CHEM 105. Energy.Energy is everything. Every biological organism needs energy for its functions, from the most basic to the most complex. Human societies depend on external energy sources for transportation, commerce, and agriculture. Understanding what energy is, how we generate it, and how we use it is important for every citizen. This course explores energy with a particular emphasis on how energy and chemistry are related. Not open to students who have received credit for PHYS 106. Staff. Concentrations
CHEM 107A. Atomic and Molecular Structure/Lab.Fundamental concepts underlying the structure and behavior of matter are developed. Major topics include states of matter, atomic structure, periodicity, and bonding. This course, or its equivalent, is a prerequisite for all advanced courses in chemistry. Laboratory: three hours per week. Not open to students who have received credit for CH/ES 107B or FYS 398. Enrollment limited to 60. [S] [L] [Q] Normally offered every year. P. Schlax, R. Austin, M. Côté. Concentrations Interdisciplinary Programs.
CH/ES 107B. Chemical Structure and Its Importance in the Environment/Lab.Fundamentals of atomic and molecular structure are developed with particular attention to how they relate to substances of interest in the environment. Periodicity, bonding, states of matter, and intermolecular forces are covered. The laboratory (three hours per week) involves a semester-long group investigation of a topic of environmental significance. Not open to students who have received credit for CHEM 107A or FYS 398. Enrollment limited to 60. [S] [L] [Q] Normally offered every year. T. Wenzel. Concentrations
CHEM 108A. Chemical Reactivity/Lab.A continuation of CHEM 107A. Major topics include thermodynamics, kinetics, equilibrium, acid/base behavior, and electrochemistry. Laboratory: three hours per week. Prerequisite(s): CHEM 107A, CH/ES 107B, or FYS 398. Not open to students who have received credit for CH/ES 108B. Enrollment limited to 60. [S] [L] [Q] Normally offered every year. M. Côté, T. Lawson, P. Schlax. Concentrations Interdisciplinary Programs.
CH/ES 108B. Chemical Reactivity in Environmental Systems/Lab.A continuation of CH/ES 107B. Major topics include thermodynamics, kinetics, equilibrium, acid/base chemistry, and electrochemistry. Examples for course topics are drawn from aquatic chemistry and the chemistry of environmental health. The laboratory (three hours per week) analyzes the chemistry of marine environments. Prerequisite(s): CHEM 107A, CH/ES 107B, or FYS 398. Not open to students who have received credit for CHEM 108A. Enrollment limited to 60. [S] [L] [Q] Normally offered every year. R. Austin, R. Nelson. Concentrations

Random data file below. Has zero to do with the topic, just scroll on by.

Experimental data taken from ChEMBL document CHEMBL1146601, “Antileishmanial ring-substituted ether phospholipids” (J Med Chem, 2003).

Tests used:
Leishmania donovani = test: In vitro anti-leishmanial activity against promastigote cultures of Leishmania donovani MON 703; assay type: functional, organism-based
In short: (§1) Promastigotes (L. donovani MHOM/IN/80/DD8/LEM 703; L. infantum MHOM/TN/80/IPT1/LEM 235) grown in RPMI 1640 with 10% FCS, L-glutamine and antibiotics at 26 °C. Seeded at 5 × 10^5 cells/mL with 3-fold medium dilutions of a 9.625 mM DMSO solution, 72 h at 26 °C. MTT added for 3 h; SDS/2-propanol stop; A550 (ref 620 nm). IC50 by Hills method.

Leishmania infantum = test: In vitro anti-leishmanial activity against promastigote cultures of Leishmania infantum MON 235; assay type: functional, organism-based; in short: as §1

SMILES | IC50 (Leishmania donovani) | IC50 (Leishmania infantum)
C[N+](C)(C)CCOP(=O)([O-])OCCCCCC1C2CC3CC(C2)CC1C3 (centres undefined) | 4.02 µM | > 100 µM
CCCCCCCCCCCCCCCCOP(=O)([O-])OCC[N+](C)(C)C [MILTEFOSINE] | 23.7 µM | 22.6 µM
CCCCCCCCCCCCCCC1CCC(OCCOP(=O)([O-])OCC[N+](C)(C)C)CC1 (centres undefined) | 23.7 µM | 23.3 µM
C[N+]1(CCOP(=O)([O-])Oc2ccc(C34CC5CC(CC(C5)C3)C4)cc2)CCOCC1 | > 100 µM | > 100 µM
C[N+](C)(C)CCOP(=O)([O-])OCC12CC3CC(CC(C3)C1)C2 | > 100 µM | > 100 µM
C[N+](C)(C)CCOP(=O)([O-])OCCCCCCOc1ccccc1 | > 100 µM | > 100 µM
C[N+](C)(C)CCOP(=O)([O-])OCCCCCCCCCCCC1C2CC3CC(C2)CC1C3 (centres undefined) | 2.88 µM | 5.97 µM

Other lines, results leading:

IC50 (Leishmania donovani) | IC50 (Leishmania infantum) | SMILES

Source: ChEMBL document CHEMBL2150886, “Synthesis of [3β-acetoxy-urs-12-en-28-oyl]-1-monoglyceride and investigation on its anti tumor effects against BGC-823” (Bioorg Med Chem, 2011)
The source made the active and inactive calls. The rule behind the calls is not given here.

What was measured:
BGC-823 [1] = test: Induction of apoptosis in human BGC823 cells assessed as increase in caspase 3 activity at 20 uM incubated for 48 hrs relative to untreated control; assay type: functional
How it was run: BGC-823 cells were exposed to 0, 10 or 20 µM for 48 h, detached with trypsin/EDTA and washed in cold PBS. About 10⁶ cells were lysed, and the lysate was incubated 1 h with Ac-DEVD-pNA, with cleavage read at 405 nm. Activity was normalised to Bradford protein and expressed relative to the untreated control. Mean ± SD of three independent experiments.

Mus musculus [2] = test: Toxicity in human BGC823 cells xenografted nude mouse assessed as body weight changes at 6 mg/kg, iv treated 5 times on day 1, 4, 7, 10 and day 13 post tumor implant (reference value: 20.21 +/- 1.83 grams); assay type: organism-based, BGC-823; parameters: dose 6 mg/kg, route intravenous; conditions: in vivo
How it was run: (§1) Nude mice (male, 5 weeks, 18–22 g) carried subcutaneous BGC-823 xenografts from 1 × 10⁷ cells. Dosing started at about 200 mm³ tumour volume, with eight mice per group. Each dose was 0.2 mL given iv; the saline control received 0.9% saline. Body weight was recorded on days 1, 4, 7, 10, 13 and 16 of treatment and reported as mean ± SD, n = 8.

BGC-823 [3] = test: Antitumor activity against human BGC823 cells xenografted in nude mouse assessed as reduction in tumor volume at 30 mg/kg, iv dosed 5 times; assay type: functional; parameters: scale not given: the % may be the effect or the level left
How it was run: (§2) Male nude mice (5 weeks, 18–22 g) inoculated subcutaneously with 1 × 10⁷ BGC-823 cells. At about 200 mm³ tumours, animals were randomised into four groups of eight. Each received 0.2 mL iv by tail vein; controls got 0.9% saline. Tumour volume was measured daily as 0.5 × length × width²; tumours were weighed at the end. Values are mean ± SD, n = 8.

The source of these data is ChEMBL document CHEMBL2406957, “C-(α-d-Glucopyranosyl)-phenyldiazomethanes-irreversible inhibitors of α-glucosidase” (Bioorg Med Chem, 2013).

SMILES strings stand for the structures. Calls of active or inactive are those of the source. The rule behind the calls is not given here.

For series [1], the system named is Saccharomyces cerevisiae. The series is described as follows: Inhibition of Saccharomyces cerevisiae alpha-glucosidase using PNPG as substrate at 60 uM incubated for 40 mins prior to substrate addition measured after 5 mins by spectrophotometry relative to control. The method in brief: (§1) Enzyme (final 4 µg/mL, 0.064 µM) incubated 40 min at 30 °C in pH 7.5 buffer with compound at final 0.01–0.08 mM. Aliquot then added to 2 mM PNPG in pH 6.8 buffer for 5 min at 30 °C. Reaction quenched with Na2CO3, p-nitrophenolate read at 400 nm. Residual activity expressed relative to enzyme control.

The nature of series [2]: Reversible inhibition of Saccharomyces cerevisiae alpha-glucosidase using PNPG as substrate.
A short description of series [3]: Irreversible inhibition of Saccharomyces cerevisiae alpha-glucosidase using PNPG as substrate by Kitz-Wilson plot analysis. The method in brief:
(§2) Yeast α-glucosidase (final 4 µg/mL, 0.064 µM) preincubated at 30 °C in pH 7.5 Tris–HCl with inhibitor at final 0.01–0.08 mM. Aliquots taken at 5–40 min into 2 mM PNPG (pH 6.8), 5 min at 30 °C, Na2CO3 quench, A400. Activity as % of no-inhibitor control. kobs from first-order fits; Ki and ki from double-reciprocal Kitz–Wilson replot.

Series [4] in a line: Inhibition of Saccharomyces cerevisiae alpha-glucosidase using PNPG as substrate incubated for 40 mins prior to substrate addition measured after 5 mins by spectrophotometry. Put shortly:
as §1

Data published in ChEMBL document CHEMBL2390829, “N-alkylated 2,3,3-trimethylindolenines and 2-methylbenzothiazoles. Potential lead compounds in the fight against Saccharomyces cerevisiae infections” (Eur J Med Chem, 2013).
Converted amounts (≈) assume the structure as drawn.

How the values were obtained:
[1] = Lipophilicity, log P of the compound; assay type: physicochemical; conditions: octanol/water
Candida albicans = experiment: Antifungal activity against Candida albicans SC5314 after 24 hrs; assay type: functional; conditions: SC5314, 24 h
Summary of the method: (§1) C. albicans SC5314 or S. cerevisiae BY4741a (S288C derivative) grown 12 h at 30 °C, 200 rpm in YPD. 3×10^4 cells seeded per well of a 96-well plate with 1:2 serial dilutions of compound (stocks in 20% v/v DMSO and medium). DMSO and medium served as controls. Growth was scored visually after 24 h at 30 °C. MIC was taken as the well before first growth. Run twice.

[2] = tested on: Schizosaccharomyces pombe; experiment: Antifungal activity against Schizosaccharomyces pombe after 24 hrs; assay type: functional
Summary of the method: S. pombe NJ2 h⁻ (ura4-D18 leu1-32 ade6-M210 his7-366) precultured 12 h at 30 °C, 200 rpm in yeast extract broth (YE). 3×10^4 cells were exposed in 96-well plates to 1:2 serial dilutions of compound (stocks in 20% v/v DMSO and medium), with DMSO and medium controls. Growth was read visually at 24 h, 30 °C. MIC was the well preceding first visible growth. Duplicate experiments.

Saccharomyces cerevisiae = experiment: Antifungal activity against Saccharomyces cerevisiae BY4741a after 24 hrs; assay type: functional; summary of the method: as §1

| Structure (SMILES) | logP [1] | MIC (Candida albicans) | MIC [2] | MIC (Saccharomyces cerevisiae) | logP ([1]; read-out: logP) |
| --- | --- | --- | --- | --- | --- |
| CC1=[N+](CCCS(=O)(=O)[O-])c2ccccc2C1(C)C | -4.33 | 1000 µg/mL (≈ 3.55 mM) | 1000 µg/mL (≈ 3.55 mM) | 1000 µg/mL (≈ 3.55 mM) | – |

BI/CH 122. Structure and Function of DNA, RNA, and Proteins. How does a virus or a bacterial cell develop drug resistance? How does a colony of fruit flies adapt to living in a new environment? Changes in the sequences and/or shapes of DNA, RNA, and proteins can alter their physical and chemical properties, influencing the survival of an organism in an environment. This course introduces the physical and chemical properties of these important molecules and their roles in the Central Dogma of molecular biology. Examples of molecular evolution and adaptation in a variety of biological systems are studied. Enrollment limited to 40. [S] P. Schlax. Concentrations
CHEM 125. Bioenergetics and Nutrition.Living organisms require nutrients extracted from the environment to support the chemical reactions necessary for all life processes including development, growth, motion, and reproduction. Maintaining the chemical reactions that allow the web of life to continue to exist on Earth demands a continuous input of energy. This course examines the flow of energy from the sun into the biosphere through plants and into animals, with a focus on humans. Through a combination of research and oral presentations, problem solving, and group discussions, the chemistry behind this energy flow is explored, as are the ways in which energy is used by living organisms. The nutritional requirements required to support these enegry transformations also are considered. Recommended background: high school chemistry. Not open to students who have received credit for CH/ES 108B or CHEM 108A. Enrollment limited to 30. [S] [Q] T. Lawson. Concentrations